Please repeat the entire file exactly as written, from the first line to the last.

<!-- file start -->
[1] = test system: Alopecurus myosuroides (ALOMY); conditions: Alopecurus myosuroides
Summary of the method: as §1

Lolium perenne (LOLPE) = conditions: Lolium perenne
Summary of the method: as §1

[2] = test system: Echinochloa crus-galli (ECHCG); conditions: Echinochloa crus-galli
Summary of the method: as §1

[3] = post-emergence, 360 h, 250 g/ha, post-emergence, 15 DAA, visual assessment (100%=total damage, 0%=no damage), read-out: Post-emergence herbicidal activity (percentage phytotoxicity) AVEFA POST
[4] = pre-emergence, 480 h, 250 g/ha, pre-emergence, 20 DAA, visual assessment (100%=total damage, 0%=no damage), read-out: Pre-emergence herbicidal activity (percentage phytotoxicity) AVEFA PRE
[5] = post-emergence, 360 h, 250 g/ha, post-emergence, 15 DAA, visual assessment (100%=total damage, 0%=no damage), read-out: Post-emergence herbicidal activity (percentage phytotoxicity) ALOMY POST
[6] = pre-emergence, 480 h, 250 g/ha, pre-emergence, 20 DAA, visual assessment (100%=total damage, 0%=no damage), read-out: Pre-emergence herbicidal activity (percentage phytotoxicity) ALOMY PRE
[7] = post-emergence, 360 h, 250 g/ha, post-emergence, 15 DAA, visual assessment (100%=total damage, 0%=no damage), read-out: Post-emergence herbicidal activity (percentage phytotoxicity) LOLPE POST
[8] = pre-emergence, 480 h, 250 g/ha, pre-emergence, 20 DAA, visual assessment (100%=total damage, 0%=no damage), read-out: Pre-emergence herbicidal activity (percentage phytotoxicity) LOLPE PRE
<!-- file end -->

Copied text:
[1] = test system: Alopecurus myosuroides (ALOMY); conditions: Alopecurus myosuroides
Summary of the method: as §1

Lolium perenne (LOLPE) = conditions: Lolium perenne
Summary of the method: as §1

[2] = test system: Echinochloa crus-galli (ECHCG); conditions: Echinochloa crus-galli
Summary of the method: as §1

[3] = post-emergence, 360 h, 250 g/ha, post-emergence, 15 DAA, visual assessment (100%=total damage, 0%=no damage), read-out: Post-emergence herbicidal activity (percentage phytotoxicity) AVEFA POST
[4] = pre-emergence, 480 h, 250 g/ha, pre-emergence, 20 DAA, visual assessment (100%=total damage, 0%=no damage), read-out: Pre-emergence herbicidal activity (percentage phytotoxicity) AVEFA PRE
[5] = post-emergence, 360 h, 250 g/ha, post-emergence, 15 DAA, visual assessment (100%=total damage, 0%=no damage), read-out: Post-emergence herbicidal activity (percentage phytotoxicity) ALOMY POST
[6] = pre-emergence, 480 h, 250 g/ha, pre-emergence, 20 DAA, visual assessment (100%=total damage, 0%=no damage), read-out: Pre-emergence herbicidal activity (percentage phytotoxicity) ALOMY PRE
[7] = post-emergence, 360 h, 250 g/ha, post-emergence, 15 DAA, visual assessment (100%=total damage, 0%=no damage), read-out: Post-emergence herbicidal activity (percentage phytotoxicity) LOLPE POST
[8] = pre-emergence, 480 h, 250 g/ha, pre-emergence, 20 DAA, visual assessment (100%=total damage, 0%=no damage), read-out: Pre-emergence herbicidal activity (percentage phytotoxicity) LOLPE PRE